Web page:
Published at Tuesday, 01 September 2020. Addition Worksheets. By Halette Jacquot.
If you are looking for printable worksheets for your preschool child, the array of choices can be a little intimidating. You may just be looking for a few pages to keep your child occupied with something more constructive than yet another half hour in front of the TV, or you may feel it is time you started helping your child learn the basic skills she or he will need for school. Whatever your motivation for looking for worksheets for preschool, there are a few points to consider before you decide which ones you want. If your goal is to provide learning opportunities for your child, you will want more than a few pictures to color in, although this is an important skill to practice. Between the ages of 3 and 7, the so-called formative years, your child is ready and willing to learn. This is a great time to start introducing the basic skills that your child will use for the rest of their lives such as counting, reading and writing. With your help and supervision, your child can do math worksheets, alphabet worksheets and much more.
Mathematics, or more colloquially, "math", is one of the most important subjects that students learn in school. Not only do good mathematical skills form a necessary for understanding of other subjects, especially the sciences, but also, math is an important life skill. Learning math usually of course begins at young age, sometimes even at home, with learning numbers and counting. At kindergarten and then school, students then progress through arithmetic (addition, subtraction, multiplication, and division), and eventually to more advanced topics such as algebra, geometry, graphs and charts, and statistics. In all these areas, but especially during the learning of arithmetic, practice and rehearsal is one of the most ways for students to improve their mastery of the topic.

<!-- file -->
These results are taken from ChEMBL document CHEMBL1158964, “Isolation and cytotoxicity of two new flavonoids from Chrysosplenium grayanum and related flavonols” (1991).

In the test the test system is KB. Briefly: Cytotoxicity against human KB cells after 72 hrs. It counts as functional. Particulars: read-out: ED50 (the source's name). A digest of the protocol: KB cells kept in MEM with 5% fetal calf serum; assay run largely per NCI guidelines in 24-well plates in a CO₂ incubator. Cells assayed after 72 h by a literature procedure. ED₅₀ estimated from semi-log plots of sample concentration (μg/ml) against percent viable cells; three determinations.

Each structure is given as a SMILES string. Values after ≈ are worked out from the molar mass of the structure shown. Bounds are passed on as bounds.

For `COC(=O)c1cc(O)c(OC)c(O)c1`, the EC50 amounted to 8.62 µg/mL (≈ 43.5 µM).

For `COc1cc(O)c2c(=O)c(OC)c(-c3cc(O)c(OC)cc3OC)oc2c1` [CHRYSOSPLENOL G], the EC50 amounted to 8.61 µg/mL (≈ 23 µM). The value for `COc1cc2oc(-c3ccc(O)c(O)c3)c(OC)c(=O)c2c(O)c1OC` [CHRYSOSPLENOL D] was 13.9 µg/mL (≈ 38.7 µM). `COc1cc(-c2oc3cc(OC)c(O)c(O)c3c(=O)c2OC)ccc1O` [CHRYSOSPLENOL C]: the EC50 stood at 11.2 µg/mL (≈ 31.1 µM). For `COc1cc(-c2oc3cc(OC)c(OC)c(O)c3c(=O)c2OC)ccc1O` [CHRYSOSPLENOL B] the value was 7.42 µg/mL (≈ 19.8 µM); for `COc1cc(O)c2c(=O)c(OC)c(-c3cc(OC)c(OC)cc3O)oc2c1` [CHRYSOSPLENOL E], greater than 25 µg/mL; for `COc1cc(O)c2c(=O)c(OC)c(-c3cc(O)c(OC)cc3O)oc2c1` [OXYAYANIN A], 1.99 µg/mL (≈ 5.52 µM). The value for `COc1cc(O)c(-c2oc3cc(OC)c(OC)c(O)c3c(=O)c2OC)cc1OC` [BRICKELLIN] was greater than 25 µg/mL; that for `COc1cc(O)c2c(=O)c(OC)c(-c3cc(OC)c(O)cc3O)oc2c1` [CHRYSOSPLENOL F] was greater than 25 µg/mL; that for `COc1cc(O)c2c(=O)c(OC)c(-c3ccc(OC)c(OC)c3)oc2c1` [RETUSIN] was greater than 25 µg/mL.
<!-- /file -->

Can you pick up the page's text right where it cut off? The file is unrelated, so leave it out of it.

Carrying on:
In a growing move amongst home-schoolers to look at online courses, one subject area lends itself towards a bit more hesitation from the group. Home-schoolers want to like online courses because of the flexibility of them, but with regard to math, they are just not so sure about the validity of online math. There is reason for this, but many students are having good success with online math programs, and slowly but surely, the homeschooling community is coming around. Home-schoolers tend to shy away from online math due to the perception that math is better learned with a real person giving instruction and students following along in their textbooks. Many students learn well this way, but online math courses operate on a different philosophy. They presume that students can learn to understand material with information, practice, and feedback, and in essence, can become their own teachers. This is a far more effective method of instruction in the long run, and while it does take some adjustment, many programs make this method very viable for students of all abilities.
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